#StopRansomware: Highlights BianLian Ransomware

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Critical Infrastructure

#StopRansomware: Highlights BianLian Ransomware

Category: Ransomware News | Industry: Critical Infrastructure | Source: CISA

The latest #StopRansomware advisory highlights the activities of the BianLian ransomware gang. The advisory is a result of collaborative intelligence efforts between US agencies, including the Federal Bureau of Investigation (FBI) and the Cybersecurity and Infrastructure Security Agency (CISA), as well as the Australian Cyber Security Centre (ACSC). Intelligence gathered up to March 2023, from these agencies has shed light on the operations and tactics of the identified BianLian ransomware gang. The ransomware group is found to have a particular interest in targeting critical infrastructure organizations of all sizes. Notably, their tactics shifted in January 2023, from double-extortion with ransomware encryption to "exfiltration-based extortion with victims’ systems left intact, and ACSC observed BianLian shift exclusively to exfiltration-based extortion." said CISA. BianLian is focused on extorting its victims with the threat of compromised data getting leaked.

A variety of TTPs were uncovered by federal agencies. BianLian employs the typical methods needed to obtain initial access like phishing and RDP through compromised accounts often purchased from initial access brokers. For persistence and command and control, the operators drop custom implants, remote access software, and create new administrator accounts. Living-off-the-land binaries (LOLBins) like Windows Command Shell and PowerShell are crucial to disable monitoring and security services. Native Windows commands are used to enumerate the system and active directory, although several reconnaissance tools like Advanced Port Scanner, SoftPerfect Network Scanner, and others aid with discovery efforts. Credentials were harvested from LSASS, an Impacket script - secretsdump.py, along with copying the Active Directory domain database, NTDS.dat. For lateral movement, PsExec and RDP accounts are used to spread through the victim's network. Firewall rules were observed to be created to enable RDP if disabled and the threat actors demonstrated the ability to abuse the ZeroLogon vulnerability, CVE-2020-1472.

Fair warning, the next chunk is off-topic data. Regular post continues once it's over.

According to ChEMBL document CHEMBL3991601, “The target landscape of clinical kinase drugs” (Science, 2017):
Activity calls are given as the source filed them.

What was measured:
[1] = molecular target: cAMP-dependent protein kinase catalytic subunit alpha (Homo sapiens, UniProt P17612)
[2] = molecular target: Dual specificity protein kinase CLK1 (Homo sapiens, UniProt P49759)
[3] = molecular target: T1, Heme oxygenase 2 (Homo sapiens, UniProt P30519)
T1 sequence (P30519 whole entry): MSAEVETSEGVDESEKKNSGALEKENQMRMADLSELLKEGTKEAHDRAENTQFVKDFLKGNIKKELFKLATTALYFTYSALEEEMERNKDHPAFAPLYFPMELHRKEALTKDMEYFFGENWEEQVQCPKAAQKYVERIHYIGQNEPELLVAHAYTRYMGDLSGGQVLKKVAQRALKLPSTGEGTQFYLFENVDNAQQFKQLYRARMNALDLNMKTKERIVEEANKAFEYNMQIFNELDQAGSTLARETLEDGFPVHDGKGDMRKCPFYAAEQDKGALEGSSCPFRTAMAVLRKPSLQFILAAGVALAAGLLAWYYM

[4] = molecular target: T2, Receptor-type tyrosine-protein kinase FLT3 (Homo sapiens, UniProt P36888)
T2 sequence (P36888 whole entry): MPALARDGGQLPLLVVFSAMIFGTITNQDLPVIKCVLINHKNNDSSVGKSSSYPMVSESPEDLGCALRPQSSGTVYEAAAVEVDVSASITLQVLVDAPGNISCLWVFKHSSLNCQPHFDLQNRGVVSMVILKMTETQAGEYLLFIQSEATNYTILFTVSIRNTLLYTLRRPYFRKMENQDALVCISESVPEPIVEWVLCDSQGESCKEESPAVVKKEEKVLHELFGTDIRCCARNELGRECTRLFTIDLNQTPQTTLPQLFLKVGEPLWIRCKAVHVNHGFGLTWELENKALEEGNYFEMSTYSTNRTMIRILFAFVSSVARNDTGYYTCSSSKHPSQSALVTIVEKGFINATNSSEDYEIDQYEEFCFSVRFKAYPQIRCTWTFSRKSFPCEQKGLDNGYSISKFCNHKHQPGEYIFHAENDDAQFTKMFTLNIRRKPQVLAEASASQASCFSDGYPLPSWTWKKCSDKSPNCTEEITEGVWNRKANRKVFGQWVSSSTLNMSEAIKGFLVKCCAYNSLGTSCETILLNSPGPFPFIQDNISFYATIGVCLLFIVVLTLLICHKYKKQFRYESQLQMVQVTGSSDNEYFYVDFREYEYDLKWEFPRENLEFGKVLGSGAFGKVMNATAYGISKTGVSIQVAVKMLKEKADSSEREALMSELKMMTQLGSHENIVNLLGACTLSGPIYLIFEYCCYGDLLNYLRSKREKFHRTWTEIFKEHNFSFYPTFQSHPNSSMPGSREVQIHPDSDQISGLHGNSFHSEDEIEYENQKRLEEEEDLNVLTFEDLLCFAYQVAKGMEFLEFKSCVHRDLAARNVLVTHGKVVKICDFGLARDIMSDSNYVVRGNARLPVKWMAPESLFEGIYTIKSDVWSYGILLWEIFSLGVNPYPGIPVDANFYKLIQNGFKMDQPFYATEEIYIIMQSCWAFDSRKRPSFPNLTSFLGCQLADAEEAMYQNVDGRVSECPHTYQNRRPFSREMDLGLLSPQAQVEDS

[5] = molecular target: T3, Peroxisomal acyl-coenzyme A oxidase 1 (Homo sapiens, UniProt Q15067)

Once threat actors have identified and collected relevant data, tools like Rclone, FTP, and Mega are used to exfiltrate the victim's data. Ransom notes left on the victim’s workstations provide them with communication methods to contact BianLian for ransom negotiation. CISA reports, "BianLian group engages in additional techniques to pressure the victim into paying the ransom; for example, printing the ransom note to printers on the compromised network. Employees of victim companies also reported receiving threatening telephone calls from individuals associated with BianLian group."

Anvilogic Scenario:

  • RDP Tampers with System Config & Data Exfiltration

Anvilogic Use Cases:

  • Remote Access Software Execution
  • ZeroLogon CVE-2020-1472
  • Common LSASS Memory Dump Behavior

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